The Psalms for Congregational Singing.
Reviewed by Dr. Richard Bacon
Copyright 1996 © First Presbyterian Church of Rowlett

By Kenneth W. Hanko [self-published; 17 Miami Road; Norristown, PA 19403] $15.00 postpd. plastic comb bound.

Quoting from Pastor Hanko's Preface, “The Psalms are the songs God gave to his church, the hymns he appointed for his praise, and the spiritual songs he designed for the edification of his people. We should sing them, and as much as possible as he gave them.” This reviewer could not agree more with this proposal from Mr. Hanko.

Hanko follows the modern custom of using “you/your” even when addressing deity. In this writer's opinion the loss of “thee/thou/thy/thine” is a lamentable one, but not one that mars this psalter beyond use. Pastor Hanko's reason for abandoning the convention of distinguishing between second person singular and plural pronouns is a commendable one, to be sure, “...the Bible must be in, and the church must speak, the language of the people....” Certainly - and “thou/thee/thy/thine” is English.

Addressing God in second person singular is preferable, in this reviewer's opinion, for at least two reasons. First, it is a practice that runs through the Bible without exception. God is nowhere in Scripture, so far as I have been able to tell, addressed in the plural. Second, it has become in most English speaking churches, a part of what might be called “the posture of prayer.” Truly posture is a thing in itself indifferent, yet our posture does generally arise from our attitude. Thus a teacher may admonish a student, “sit up and pay attention.”

Generally, we stand or kneel to pray. Generally we bow our heads to pray. Generally we close our eyes to pray. Many also pray with uplifted palms. These all comprise the posture of address to God and arise from reverence in the one who addresses him. The liturgical use of “thou/thee/thy/thine” has taken on a similar role in our praying and singing. Yes, we can sing without the use of these pronouns, just as we could pray in a slouched sitting position with our hands in our pockets. The question is simply one of a proper decorum in our worship of God.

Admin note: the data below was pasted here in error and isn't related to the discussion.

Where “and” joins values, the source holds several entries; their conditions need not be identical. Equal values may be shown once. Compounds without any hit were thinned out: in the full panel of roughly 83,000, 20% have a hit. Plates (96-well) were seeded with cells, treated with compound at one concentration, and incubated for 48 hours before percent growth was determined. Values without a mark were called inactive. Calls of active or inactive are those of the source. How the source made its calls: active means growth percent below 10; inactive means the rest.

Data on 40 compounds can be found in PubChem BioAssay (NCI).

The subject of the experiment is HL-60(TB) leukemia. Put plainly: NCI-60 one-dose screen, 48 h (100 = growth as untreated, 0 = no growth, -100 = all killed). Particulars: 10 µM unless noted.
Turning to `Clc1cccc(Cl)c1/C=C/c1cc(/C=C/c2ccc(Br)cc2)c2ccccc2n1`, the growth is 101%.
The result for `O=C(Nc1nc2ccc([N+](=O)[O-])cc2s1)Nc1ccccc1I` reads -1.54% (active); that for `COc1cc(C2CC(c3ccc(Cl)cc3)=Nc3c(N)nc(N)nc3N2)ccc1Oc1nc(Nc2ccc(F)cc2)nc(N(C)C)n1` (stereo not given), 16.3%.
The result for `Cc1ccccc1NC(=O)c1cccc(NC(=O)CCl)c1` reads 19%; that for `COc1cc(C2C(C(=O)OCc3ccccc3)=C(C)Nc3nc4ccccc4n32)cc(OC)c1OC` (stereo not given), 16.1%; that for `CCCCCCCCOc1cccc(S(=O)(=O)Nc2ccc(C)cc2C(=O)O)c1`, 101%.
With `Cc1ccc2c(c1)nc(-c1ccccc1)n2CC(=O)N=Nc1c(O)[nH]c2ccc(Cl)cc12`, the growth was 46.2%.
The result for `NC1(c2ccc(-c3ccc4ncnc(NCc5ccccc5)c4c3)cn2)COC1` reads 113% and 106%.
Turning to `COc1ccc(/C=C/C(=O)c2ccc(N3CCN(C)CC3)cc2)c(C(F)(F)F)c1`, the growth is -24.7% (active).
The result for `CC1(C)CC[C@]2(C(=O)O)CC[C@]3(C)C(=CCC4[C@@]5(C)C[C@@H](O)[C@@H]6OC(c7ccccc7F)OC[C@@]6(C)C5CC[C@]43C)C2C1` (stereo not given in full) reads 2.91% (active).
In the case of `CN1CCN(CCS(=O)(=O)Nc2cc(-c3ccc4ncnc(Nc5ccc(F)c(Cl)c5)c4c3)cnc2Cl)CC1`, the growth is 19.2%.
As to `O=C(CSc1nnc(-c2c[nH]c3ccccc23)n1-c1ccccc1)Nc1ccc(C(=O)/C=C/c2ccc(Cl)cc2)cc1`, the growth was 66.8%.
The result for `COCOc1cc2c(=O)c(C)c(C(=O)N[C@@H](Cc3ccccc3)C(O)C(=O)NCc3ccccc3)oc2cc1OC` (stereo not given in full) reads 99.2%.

Though some considerable space has been spent disagreeing with a single translation choice, the Psalms for Congregational Singing is to be commended on the whole. Hanko has selected well established Psalm tunes throughout and in each setting the music fits the mood of the Psalm quite well. There are some Psalm tunes that Mr. Hanko apparently knows under different names. For example, he calls the Common Meter tune “St. Stephen” by the name “Abridge.” [1] It seems that wherever possible Hanko has used tunes from the 16th century Genevan Psalter (not to be confused with the Sternehold and Hopkins Psalter printed at the back of later editions of the Geneva Bible).

All in all, Mr. Hanko's contribution to the restoration of Psalmody in churches and homes is a positive one. However, as Pastor Hanko admits in his Preface, “The Scottish Psalter, first published in the 1650s and still in use in many Presbyterian churches . . . gives us the most accurate metrical versification of the Psalms in English available even today . . . .” We agree with Hanko and would prefer to see the 1650 Scottish Psalter revised to eliminate some of its awkwardness for modern readers and singers. In the opinion of this reviewer, such a project would be worthwhile.


[1] And what Mr. Hanko refers to as “St. Stephen” is a tune by William Jones which The Psalms in Metre identifies as “Newington,” etc.